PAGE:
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Icahn Exits, Family Dollar Considers Rival Bids

Courtesy of Carl Icahn's Twitter page

The future of Family Dollar is uncertain—it’s in the midst of a bidding war as its board of directors decides whether to sell the company to Dollar Tree or Dollar General. But this much is certain: The billionaire investor who helped spur this pending ownership change is now cashing in.

Rewind to June: Family Dollar’s earnings are sluggish, stock is stagnant, and competitors are pulling away. Carl Icahn thunders in; the 78-year-old activist investor buys more than $150 million of the company’s stock and options, demands a change in leadership, and threatens to attempt a hostile takeover.

Fast forward to present: Family Dollar is trading at an all-time high, $80 per share, and fielding offers from its two chief rivals. And Icahn is out.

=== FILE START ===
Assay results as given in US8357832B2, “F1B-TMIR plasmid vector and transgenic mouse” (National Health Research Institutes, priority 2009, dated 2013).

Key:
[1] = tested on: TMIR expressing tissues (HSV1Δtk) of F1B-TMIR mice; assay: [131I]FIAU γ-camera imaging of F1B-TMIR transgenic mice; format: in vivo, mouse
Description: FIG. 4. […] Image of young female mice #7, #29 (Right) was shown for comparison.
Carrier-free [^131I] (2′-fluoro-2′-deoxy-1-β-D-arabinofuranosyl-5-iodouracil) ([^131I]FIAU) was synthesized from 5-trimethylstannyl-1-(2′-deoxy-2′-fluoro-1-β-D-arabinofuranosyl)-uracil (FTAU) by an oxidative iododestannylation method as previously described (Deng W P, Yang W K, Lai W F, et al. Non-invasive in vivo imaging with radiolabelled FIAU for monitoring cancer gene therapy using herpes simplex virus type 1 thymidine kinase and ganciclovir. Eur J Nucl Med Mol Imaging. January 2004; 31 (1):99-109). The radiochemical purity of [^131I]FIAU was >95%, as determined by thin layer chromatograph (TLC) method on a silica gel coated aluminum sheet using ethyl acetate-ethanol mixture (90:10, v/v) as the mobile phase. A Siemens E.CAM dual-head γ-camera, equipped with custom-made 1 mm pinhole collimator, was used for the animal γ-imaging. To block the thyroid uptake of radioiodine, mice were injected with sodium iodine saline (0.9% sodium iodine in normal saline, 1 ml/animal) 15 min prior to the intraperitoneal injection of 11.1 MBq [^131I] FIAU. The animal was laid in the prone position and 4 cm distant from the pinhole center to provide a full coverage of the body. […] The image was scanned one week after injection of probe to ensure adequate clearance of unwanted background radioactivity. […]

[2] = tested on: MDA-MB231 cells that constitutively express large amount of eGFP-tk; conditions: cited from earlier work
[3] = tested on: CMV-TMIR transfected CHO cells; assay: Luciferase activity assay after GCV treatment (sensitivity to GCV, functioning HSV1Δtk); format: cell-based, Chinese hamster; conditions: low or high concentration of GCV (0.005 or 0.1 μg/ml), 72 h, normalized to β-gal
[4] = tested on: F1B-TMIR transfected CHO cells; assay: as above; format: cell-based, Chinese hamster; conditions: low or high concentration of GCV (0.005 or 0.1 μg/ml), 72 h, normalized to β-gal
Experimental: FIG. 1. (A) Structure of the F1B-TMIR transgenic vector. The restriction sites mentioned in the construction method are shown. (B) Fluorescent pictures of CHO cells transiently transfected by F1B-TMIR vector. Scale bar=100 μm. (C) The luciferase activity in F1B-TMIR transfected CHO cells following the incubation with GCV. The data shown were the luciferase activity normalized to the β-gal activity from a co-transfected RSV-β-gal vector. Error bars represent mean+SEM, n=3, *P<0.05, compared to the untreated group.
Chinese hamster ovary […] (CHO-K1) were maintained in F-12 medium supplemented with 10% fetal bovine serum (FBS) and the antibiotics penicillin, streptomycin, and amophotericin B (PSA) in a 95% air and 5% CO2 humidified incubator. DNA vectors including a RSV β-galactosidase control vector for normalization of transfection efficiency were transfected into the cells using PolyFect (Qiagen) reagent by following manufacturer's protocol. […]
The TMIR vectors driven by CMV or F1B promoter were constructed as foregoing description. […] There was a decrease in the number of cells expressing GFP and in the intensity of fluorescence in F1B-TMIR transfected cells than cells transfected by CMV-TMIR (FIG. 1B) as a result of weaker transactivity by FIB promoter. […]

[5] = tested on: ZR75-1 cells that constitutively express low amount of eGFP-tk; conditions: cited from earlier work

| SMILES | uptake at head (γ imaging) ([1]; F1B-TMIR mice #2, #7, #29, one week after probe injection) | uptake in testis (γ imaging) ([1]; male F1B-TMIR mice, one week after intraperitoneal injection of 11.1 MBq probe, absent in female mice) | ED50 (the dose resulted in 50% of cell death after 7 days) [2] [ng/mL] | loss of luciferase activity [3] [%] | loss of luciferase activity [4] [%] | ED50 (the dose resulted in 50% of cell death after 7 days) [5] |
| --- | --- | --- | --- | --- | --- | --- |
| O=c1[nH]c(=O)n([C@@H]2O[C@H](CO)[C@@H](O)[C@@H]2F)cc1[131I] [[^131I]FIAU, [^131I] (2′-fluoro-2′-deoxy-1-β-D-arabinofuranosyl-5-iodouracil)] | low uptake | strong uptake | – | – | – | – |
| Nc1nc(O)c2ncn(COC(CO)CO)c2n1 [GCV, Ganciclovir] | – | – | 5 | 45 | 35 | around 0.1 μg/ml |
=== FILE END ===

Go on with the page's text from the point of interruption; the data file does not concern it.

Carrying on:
"This is classic Carl Icahn—[find a] deeply undervalued company with an ugly looking business that he can buy and create an event. And that event was the sale," says Tobias Carlisle, managing director of Eyquem Investment Management and the author of "Deep Value: Why Activist Investors and Other Contrarians Battle for Control of Losing Corporations."

“That’s his bread and butter: buy a position, catalyze an event, catalyze the stock price,” says Carlisle.

Icahn bought the stock in the $58 range, drummed up interest, and sold in the $80 range. Sticking around to see where the company will end up or if the price will hold is outside his M.O., Carlisle says.

He leaves Family Dollar in a chaotic but profitable position. The company has agreed to sell to smaller rival Dollar Tree for $8.5 billion. But the largest chain, Dollar General, upped its bid to more than $9 billion yesterday. Family Dollar executives say they are reviewing the offer.